The New Beginnings that Matter Most

Around this time of year there is lots of talk of starting over; of new beginnings. It’s always good to take stock – to take a step back from your life and identify the areas that aren’t working and to ask yourself how that situation can be improved.

However the phrase New Beginnings implies you draw a line under something and start again. But I don’t see it like that. To me you are still continuing the same journey, just with new motivations or skills – or both.

Regular readers of this blog will know my life has undergone some big changes in recent years – kick-started by getting treatment for a drink problem in 2016.

But I’m still me. Still Sam the wife, mother, friend. I live in the same house. Have the same career. I still love cats and cake and coffee. I still make lumpy mashed potato and dance as if no one is watching when a disco tune comes on the radio.

But spiritually, mentally, emotionally I have started over –  things have fundamentally changed, due to the skills that addiction treatment, mindfulness and Buddhism taught me.


Take a health crisis I had shortly before Christmas. I suffered unexpected side effects from a medical procedure. It was scary. Yet I handled it so much better than I would have done a few years ago.  In the past I would have catastrophized the situation and held it up as something really major – and I would have nurtured huge resentments over what had happened. Why me?

But Buddhism has taught me that life is full of ups and downs, so don’t attach to either. Good things happen and then pass. Bad ones do too. So, after the initial upset that perspective has really helped me through this challenging time.

Then there is AA  – that organisation has taught me to accept the things I cannot change. And that’s what I have done. Instead of continuing to cry about the “what if”s” and  “it’s not fair”s I’ve accepted what happened.

And that is how I now deal with the ups and downs of my writing career. Since I focused on my mental health,  I have gained the ability to create distance between me and areas of my life that are sometimes stressful – to realise that if one book doesn’t do as well as another, for example, it’s not my fault. The universe isn’t out to get me. It’s just the way a writing career rolls. Of course, sometimes I get upset – I’m only human – but I re-calibrate, I re-center myself so much more quickly than I used to.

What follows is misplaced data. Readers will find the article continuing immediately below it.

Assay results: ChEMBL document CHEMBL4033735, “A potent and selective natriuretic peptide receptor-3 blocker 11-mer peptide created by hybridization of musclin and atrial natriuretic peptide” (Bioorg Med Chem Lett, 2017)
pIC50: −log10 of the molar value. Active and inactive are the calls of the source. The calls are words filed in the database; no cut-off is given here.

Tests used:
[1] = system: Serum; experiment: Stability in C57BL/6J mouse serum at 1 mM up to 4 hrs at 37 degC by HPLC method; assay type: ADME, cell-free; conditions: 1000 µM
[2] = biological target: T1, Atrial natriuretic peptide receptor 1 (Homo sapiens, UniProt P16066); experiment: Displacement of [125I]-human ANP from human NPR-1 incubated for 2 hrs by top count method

Learning about gratitude has been a massive help too and overall I’m just hugely grateful for the success I’ve had and the fact I am doing a job I love.

So if you want to change your life… if you feel unhappy with the status quo but are unable to move to that cottage by the sea or leave that demanding job or land an agent… don’t feel hopeless. New Beginnings are VERY possible just by changing the way you deal with the world and other people. Sometimes external change DOES need to happen – but  may not be possible straightaway.

So changing internally will help you cope until you are able to alter the situation you are in.

Changing your inside will help you cope with the outside. There is a saying in AA – “It doesn’t get better, but you do”.

And if you could have moved to that cottage by the sea it might have proved lonely. Gaining a less demanding job might not have satisfied you intellectually. That may not have been the right agent for you. The life outside of you is, to some degree, out of your control and will suffer peaks and troughs whatever happens. And accepting that alone has been one of the most important realisations for me. These days there are so many expectations out there that we should be happy, happy, happy, the whole time –  so that when something goes wrong we feel as if it shouldn’t have.

But take a step back from that point of view. Is it logical? NO. Bereavement happens. So do fall-outs. Redundancy. Rejections. Ill health. World crises. Life is about joyous times, but hard ones as well. And once you accept that, the difficult times can be easier to manage because you don’t feel quite as targeted.